Take a break — coffee or Jameson, depending on the hour — between carousing around the Internet and sitting down with a good book.

Perhaps I am wrong, and will stumble through golden years making pins by hand, weaving cloaks on that hand-loom in the basement. This may be a giant leap forward, toward ultimate application of writerly admonitions: concrete nouns and specific verbs, eliminate adverbs (and prepositions and adjectives, et al).

However: There is an unexamined — or unreported — determinant here. Skimming has always been done when "torrent of information" is involved. If I'm writing an op-ed piece and want to add what Senator Sludge says about gun control, I'll have to winnow half a dozen clips to find it; I don't read them all, I skim, looking for "Sludge" and "guns."

But note that "torrent of information" was "online." The salvation of reading, of literature, of culture, of civilization, of the human race, may reside in spending less time online.

As for the questions...

1. No.
2. No idea.
3. Like Ahab and Jaysen, I don't want to write for people who don't want to read.

ps

EDIT APRIL 10

There still may be hope... a coffee shop which not only does not offer wi-fi, it actually bans lap-tops. Imagine, a bunch of students/writers/normal people sitting around reading tangible, palpable magazines and writing on real paper with old-fashioned pencils and pens.

http://goo.gl/83SFU5

At least, I think of it as hope.
Last edited by PJS on Thu Apr 10, 2014 12:47 pm, edited 1 time in total.
You can't conquer stupid — or cure it — with more stupid.

ma
marcoiac
Posts: 445
Joined: Mon Aug 29, 2011 12:12 am
Platform: Mac

Wed Apr 09, 2014 3:17 pm Post

I find it fairly easy to switch from one mode of reading to another, I am not really concerned I will lose the habit or capacity of reading attentively. Let's face it, a lot of online stuff deserves not much more than scanning and skimming. But if you do encounter a text that deserves attention and slow reading, I think you should be able to do it. I don't think it's a real concern. It does require some level of cognitive control, but isn't that desirable anyway? :)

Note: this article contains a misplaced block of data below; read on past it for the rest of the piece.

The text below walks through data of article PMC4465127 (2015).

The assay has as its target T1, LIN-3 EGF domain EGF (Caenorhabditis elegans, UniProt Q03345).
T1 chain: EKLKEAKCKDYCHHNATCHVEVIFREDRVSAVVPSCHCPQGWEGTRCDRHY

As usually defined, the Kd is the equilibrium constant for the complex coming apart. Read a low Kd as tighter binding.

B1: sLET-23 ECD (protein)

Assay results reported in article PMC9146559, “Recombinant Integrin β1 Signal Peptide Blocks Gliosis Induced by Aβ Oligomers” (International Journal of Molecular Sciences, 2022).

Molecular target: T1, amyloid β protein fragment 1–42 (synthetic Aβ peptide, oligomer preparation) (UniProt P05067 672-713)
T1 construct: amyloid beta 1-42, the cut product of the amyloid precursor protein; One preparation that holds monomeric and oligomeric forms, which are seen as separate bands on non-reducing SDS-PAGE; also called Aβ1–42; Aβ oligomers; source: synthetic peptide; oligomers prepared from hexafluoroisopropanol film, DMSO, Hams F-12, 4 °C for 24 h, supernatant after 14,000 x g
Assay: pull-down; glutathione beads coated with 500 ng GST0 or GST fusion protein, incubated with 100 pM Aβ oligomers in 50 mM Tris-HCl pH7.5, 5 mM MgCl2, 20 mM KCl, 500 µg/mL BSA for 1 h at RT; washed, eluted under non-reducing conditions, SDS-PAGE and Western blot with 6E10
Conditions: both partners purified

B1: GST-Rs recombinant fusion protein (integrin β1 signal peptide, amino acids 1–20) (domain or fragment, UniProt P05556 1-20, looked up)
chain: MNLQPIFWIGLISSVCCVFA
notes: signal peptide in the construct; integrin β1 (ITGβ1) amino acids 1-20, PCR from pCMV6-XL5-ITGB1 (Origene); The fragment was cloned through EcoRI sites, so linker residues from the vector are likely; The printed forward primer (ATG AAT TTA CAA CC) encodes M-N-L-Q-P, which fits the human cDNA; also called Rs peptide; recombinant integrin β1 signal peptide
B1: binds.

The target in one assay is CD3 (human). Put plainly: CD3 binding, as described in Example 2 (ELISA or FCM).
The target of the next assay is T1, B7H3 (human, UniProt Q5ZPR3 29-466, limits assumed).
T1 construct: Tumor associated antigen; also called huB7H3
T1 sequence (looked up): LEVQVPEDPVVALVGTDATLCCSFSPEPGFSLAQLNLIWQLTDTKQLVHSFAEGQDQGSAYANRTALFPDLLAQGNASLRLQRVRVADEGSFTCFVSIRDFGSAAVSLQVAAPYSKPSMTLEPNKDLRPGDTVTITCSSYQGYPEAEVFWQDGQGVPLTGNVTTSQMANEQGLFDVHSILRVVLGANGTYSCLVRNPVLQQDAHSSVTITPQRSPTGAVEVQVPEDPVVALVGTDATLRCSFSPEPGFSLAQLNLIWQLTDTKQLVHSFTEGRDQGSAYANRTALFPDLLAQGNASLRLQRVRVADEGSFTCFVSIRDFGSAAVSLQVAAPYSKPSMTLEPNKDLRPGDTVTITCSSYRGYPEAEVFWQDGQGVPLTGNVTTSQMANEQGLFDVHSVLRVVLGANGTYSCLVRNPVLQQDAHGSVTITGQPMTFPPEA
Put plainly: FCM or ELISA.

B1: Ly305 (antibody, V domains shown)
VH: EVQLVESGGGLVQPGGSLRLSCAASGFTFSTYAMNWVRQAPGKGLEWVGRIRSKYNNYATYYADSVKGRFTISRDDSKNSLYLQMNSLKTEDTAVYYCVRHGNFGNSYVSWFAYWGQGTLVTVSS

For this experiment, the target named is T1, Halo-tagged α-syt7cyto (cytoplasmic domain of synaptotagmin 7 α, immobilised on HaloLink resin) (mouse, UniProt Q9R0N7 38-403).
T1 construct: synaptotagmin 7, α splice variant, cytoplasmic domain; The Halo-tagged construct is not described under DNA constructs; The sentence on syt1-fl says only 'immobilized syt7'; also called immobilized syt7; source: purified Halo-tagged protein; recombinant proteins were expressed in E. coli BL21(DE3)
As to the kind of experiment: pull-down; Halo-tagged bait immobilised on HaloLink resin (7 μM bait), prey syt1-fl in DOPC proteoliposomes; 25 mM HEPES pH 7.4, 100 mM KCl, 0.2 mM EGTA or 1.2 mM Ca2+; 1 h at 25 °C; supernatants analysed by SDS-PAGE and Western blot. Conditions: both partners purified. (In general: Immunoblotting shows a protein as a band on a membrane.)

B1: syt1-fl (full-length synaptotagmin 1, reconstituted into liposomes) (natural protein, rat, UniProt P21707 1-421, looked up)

In
InklingBooks
Posts: 504
Joined: Sun Aug 12, 2007 11:16 pm
Platform: Mac
Location: Auburn, AL USA
Contact:

Wed Apr 09, 2014 9:13 pm Post

I agree with some posters and with someone quote in the article. It does seem quite possible to train the brain (alliteration alert) to handle both skimming and long reading. It's a bit like being able to sprint well and do long-distance running.

But we do need to keep in mind that our readers may not be willing to do that or, more likely, be aware that the Internet has made them read differently from their grandmother, when she was their age. Accustomed to the quick feed of web browsing, they may find the five-course meals we're serving boring and blame us rather than how they have trained their brain.

I have circulating in my mind a little 'what could I do different' loop that asks how what I write could be varied. Oddly enough, one reason is because I think that digital reading grabs our attention in fewer dimensions than print reading. Print books have a physicality--that page that doesn't change and pagination. They're like being in someone's home, with clear distinctions about which room is which. Even holding a book is different at the beginning, middle and end.

Digital books, on the other hand, seem like walking down a long, poorly lit hallway reading the signs on the wall. All is the same. There's no context behind the words. That may be why one recent study, which I could not find again, says that students don't learn as well with digital books as with printed ones.

This also raises a parenting question. One of my nephews refuses to have an Internet connection at home because he finds the web too addicting. But that has, as a side result, that his kids read books constantly. Since that's likely to help them in school more than browsing, it's a good thing.

For those who like deep thought, here's an article that compares the shift between print and digital to that from oral to literate in ancient Greek society:

In my work on the evolution of the reading brain during the past decade, I have found important insights from the history of literacy, neuroscience and literature that can help to better prepare us to examine this set of issues. The historical moment that best approximates the present transition from a literate to a digital culture is found in the ancient Greeks’ transition from an oral culture to a literacy-based culture. Socrates, who was arguably Greece’s most eloquent apologist for an oral culture, protested against the acquisition of literacy. And he did so on the basis of questions that are prescient today—and, in that prescience, surprising.
Socrates contended that the seeming permanence of the printed word would delude the young into thinking they had accessed the crux of knowledge, rather than simply decoded it. For him, only the intellectually effortful process of probing, analyzing and internalizing knowledge would enable the young to develop a lifelong, personal approach to knowing and thinking, which could lead them to their ultimate goals—wisdom and virtue. Only the examined word—and the examined life—was worth pursuing. Literacy, Socrates believed, would short-circuit both.

http://www.nieman.harvard.edu/reports/a ... tions.aspx

I suspect the Internet poses a different but equally serious dilemma--why learn at all when everything you need to know is (or at least seems to be) available with a quick Google search?